- Video report by ITV News Correspondent Juliet Bremner
French President Emmanuel Macron has accused his Brazilian counterpart Jair Bolsonaro of lying and has threatened to block an European Union trade deal with the South American country as tensions grow over the response to the wildfires in the Amazon.
Mr Macron's stance is an escalation of the war of words between Brasilia and Paris over the record numbers of wildfires sweeping through the Amazon rainforest.
In a strongly worded statement from the Elysee Palace, Marcon said that "in light of Brazil's attitude these recent weeks", he could "only conclude that President Bolsonaro lied to him during the Osaka Summit" in June where climate change was among topics discussed.
Mr Macron said: "The decisions and statements from Brazil these recent weeks show clearly that President Bolsonaro has decided to not respect his commitments on the climate, nor to involve himself on the issue of biodiversity."
As a consequence, France now opposes an EU trade deal - 20 years in the brokering - "in its current state" with the Mercosur bloc of South American nations that includes Brazil, Argentina, Paraguay and Uruguay.
His words appeared to spark a response, however, as President Bolsonaro later indicated the army would be sent in to fight the fires.
Irish Taoiseach Leo Varadkar echoed Mr Macron's message, warning Ireland will not back the controversial EU-Mercosur deal unless Brazil's government protects its rainforest.
He accused Bolsonaro's attempts to blame the fires on environmental NGOs (non-governmental organisations) as "Orwellian".
In a statement, he said: "The Mercosur deal is two years away from a vote on approval in Europe. During the course of these two years, we will monitor closely Brazil's environmental actions.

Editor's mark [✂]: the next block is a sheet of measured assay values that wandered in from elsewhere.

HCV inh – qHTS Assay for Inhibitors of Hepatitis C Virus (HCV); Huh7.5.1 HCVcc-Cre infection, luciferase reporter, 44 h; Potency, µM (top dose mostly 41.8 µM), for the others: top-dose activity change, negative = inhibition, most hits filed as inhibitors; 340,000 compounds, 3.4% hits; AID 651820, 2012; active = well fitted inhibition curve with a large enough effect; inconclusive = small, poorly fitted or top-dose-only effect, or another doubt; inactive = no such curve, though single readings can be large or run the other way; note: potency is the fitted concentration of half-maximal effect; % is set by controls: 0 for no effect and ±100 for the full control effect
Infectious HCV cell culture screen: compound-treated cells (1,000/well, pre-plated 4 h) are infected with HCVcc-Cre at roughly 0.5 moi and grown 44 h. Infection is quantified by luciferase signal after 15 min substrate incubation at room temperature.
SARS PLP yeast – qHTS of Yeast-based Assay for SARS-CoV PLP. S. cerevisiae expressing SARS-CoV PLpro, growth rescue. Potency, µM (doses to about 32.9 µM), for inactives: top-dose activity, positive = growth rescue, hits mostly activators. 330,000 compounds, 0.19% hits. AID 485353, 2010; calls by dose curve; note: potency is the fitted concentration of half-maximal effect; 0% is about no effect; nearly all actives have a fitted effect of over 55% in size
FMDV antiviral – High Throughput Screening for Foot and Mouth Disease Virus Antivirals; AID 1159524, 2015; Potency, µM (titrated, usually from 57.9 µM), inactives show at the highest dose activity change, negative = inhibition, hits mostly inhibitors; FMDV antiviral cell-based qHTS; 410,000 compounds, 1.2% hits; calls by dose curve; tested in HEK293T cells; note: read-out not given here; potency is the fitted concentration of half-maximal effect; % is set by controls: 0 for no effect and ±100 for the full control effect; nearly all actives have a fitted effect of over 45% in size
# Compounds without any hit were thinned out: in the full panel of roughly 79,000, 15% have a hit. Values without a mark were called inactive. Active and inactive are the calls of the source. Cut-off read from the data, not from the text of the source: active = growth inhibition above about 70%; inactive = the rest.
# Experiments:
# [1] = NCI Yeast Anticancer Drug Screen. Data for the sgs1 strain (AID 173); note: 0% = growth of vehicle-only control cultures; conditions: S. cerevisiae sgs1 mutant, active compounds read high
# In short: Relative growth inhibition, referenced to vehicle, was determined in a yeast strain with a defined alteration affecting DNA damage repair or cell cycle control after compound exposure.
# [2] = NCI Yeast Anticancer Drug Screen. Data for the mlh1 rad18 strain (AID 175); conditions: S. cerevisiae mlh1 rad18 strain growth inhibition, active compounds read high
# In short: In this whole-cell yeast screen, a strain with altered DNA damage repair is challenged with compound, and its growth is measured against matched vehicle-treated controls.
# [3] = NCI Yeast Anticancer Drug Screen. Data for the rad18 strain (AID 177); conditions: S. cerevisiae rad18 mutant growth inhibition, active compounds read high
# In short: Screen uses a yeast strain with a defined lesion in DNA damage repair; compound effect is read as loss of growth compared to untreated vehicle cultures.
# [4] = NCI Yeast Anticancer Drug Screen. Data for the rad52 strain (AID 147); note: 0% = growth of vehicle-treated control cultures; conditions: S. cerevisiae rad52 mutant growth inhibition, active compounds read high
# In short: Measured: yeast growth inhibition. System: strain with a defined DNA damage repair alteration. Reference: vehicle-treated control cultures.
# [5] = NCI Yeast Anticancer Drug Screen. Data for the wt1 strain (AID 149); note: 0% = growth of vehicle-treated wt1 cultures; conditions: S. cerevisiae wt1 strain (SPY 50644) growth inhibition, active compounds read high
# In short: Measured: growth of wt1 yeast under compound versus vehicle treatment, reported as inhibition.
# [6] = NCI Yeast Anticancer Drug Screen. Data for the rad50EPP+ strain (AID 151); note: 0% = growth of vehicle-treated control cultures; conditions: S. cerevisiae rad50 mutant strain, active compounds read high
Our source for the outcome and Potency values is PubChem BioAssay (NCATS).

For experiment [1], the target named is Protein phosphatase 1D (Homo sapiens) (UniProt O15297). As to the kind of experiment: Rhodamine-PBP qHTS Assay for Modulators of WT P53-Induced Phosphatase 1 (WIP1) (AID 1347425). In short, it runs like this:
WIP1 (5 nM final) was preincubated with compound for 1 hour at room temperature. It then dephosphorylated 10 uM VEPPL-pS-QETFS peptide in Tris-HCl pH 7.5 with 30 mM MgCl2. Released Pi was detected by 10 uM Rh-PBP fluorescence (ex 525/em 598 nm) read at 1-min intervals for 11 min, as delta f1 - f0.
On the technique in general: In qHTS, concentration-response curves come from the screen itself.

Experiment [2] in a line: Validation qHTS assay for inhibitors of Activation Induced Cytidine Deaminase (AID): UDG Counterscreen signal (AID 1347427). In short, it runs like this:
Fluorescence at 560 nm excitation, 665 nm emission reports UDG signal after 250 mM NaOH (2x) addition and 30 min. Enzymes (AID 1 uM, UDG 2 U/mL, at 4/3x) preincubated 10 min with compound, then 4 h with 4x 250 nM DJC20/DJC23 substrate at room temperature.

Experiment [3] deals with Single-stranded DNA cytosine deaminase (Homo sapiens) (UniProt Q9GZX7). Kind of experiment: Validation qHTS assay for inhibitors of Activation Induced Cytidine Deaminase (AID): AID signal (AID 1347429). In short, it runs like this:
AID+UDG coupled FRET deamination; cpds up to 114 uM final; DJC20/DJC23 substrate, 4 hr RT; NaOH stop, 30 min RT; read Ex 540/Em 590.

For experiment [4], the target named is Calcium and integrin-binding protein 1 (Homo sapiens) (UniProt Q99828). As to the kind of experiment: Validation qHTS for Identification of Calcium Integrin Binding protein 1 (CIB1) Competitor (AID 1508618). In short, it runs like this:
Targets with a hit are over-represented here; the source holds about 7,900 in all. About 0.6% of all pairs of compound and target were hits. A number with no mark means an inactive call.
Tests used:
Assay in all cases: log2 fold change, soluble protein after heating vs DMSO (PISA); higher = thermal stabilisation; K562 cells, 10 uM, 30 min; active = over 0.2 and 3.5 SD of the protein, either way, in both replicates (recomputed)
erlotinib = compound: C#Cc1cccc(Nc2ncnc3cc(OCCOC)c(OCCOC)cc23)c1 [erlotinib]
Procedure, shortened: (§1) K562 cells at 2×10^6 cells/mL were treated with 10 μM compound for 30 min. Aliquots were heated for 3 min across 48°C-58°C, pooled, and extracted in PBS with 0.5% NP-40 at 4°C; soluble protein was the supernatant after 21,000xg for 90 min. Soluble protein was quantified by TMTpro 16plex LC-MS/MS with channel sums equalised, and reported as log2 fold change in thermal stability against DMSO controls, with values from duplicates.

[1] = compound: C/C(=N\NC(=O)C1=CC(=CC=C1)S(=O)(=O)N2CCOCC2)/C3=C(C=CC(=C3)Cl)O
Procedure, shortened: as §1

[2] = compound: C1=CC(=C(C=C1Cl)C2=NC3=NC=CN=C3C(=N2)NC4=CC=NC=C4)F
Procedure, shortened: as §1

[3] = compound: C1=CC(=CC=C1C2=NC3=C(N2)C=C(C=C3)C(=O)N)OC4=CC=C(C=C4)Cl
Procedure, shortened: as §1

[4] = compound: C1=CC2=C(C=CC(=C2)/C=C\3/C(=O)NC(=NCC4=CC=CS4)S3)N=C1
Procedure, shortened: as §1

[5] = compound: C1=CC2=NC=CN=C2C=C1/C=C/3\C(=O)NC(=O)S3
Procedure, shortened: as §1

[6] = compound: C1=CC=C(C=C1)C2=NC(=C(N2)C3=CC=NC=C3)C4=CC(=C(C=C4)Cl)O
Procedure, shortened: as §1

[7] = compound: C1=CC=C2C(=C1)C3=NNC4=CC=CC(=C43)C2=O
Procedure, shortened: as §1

"There is no way we can tell Irish and European farmers to use fewer pesticides, less fertiliser, embrace biodiversity and plant more of their land, and expect them to do it, if we do not make trade deals contingent on decent environmental, labour and product standards.
"The political agreement on Mercosur does that. We'll monitor closely if they mean it."
The EU-Mercosur trade agreement was drawn up in June 2019 after 20 years of negotiations, but has not get been ratified.
Mr Macron put the wildfires on the international stage on Thursday, calling it a global crisis. He said the leaders of the G7 nations should hold urgent discussions about them at their summit in France this weekend.
"Our house is burning. Literally. The Amazon rain forest - the lungs which produces 20% of our planet's oxygen - is on fire," Macron tweeted.
President Bolsonaro fired back with his own tweet, saying: "I regret that Macron seeks to make personal political gains in an internal matter for Brazil and other Amazonian countries.
"The sensationalist tone he used does nothing to solve the problem."
US president Donald Trump tweeted that America was poised to help out in any way it could - his first reference to the fires.
Onyx Lorenzoni, the president's chief of staff, earlier in the day accused European countries of exaggerating environmental problems in Brazil in order to disrupt its commercial interests.
"There is deforestation in Brazil, yes, but not at the rate and level that they say," said Lorenzoni, according to the Brazilian news website globo.com.